Six days from release, and I thought I would share some fears and observations from my time spent shelving books and also from this past week of seeing my book on store shelves in the UK. The gist of this post is “discoverability,” a trending buzz word in the book biz. Discoverability is a measure of a book’s prominence. It’s all about how to get a reader to stumble upon your work. And it scares the daylights out of everyone.

At any one moment in time, there is only one book selling the way we all dream of our books selling. I first noticed this while working in a bookstore. Working backward chronologically, it might look something like: Gone Girl, Game of Thrones, 50 Shades of Grey, Hunger Games, Steig Larson, Twilight, Dan Brown, Harry Potter. Like the fossil record, this misses a few specimens, I’m sure. And James Patterson is the amazing constant across it all. But the observation from my desk on the bookstore floor was that customers walked through the door with a single book in mind, and poor Charlie Huston never stood a chance.

Charlie Huston is a great writer. I love his work. When I noticed we weren’t carrying his stuff, I mentioned this to my manager, who took a glance as Charlie’s oeuvre and promptly ordered a dozen books.

Six months later, we returned a dozen books.

I understand that this reflects poorly on my bookselling skills, but I really did try. I showed people the books and talked them up, but they languished spine-out on the bottom shelf of the fiction aisle and never went home with a reader. It wasn’t their fault. Nobody was looking for them.

We sold books from the bestseller list, from endcaps, from the same handful of popular names, from special displays, from the center aisle stacks, and from staff picks. We sold classics and perennial favorites. If this sounds like a lot of sources, it really wasn’t. We mostly sold the same two or three dozen books every year, plus the chosen books that stand out in the fossil record. As an aspiring writer who spent his every spare moment working on his own novels, the languishing of the vast majority of our books was a sad spectacle. I’m not kidding when I say that I was nearly moved to tears every time we pulled books for a massive return. I was putting geldings out to pasture. I was hobbling children who never got a chance to walk.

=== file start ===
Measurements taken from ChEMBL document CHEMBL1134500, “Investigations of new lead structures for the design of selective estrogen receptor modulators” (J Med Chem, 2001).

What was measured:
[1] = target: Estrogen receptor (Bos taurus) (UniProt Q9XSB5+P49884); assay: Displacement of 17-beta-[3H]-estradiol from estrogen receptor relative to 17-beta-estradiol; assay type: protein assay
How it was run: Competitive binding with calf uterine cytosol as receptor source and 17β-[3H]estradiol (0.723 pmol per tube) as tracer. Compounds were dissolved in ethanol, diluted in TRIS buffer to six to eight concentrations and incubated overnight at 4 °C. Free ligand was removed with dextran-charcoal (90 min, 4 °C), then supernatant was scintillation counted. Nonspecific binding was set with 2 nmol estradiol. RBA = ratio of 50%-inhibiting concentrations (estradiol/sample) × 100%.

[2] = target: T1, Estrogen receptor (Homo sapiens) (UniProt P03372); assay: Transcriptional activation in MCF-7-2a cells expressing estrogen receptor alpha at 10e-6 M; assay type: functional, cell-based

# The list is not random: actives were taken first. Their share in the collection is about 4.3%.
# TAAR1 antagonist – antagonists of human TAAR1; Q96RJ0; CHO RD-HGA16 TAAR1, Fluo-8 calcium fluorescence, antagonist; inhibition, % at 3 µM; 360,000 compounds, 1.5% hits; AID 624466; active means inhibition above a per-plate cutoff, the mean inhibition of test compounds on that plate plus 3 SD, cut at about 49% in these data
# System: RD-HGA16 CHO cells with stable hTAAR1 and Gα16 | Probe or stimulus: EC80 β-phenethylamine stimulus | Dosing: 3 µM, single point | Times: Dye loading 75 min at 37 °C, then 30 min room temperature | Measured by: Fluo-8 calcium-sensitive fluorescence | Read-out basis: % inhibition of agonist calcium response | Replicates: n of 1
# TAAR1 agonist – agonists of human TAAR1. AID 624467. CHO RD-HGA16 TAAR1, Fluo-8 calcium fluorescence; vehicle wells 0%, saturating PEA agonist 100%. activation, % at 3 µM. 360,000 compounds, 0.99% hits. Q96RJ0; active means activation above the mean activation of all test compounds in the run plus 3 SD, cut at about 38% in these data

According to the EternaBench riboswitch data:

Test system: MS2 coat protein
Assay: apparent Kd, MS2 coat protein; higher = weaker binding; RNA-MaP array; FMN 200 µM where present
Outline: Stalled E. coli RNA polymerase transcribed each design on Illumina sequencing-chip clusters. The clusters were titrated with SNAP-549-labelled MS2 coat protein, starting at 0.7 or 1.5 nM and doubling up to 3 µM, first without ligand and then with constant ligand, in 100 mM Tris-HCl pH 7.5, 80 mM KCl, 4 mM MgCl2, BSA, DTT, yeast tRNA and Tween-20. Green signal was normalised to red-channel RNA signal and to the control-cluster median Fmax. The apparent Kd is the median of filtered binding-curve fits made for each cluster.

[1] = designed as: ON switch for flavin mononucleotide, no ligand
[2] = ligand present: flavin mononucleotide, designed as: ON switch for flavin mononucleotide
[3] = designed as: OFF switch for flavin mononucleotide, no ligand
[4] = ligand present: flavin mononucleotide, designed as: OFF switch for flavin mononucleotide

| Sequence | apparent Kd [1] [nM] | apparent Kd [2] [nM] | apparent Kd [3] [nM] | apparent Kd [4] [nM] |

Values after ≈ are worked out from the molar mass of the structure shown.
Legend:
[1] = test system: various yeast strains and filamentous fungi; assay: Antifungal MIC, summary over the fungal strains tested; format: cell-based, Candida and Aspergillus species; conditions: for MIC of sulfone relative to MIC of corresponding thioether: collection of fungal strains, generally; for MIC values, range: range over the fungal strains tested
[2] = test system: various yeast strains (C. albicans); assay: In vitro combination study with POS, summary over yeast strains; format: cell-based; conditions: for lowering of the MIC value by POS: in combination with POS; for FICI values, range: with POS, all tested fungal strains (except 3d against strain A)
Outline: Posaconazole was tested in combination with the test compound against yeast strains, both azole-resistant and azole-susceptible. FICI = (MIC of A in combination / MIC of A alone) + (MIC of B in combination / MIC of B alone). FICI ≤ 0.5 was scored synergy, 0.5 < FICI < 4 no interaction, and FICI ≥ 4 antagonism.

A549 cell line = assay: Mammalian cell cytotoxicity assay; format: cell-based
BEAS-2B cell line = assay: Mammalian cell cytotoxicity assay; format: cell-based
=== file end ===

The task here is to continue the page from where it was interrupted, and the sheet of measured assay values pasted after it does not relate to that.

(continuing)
At every stage of an author’s journey, there is room to fail. We stagger up a razor-thin ridge toward an impossibly distant precipice, and a misstep or a gust of wind will send us straight to the bottom. Landing an agent is the goal of so many, and for most it will never happen. When it does, getting a publishing deal then becomes the struggle. I met authors at my agency’s anniversary party last year who were newly signed and just wishing and hoping for a publisher to make them an offer. They discovered yesterday’s summit to have been a false one. Another rise looms into view.

Even when published, the challenges are enormous. What will be the sell-through to retailers? What was the print run? Will the publishing house’s sales staff get onboard with the title? They are selling dozens of exciting books each quarter, each one pushed by the editor that brought that book to life. And this is just one imprint in one publishing house. A buyer like my manager wades through hundreds of catalogs for every imprint at every publisher, and only circles a fraction of the books. Let’s say your book gets circled. How many did they order? Probably one. Two, if you’re lucky. If you are the golden book being pushed by your editor and sales force and publisher . . . maybe they ordered four copies. You dream of double digits. You dream of displays where 12 copies will land the bookstore a free cardboard stand and a boost to their buying discount, but very few will get this treatment. Even megastars like Nora Roberts can walk into a bookstore and be miffed at where her books are displayed. Another rise along that steep climb that you mistook for the precipice.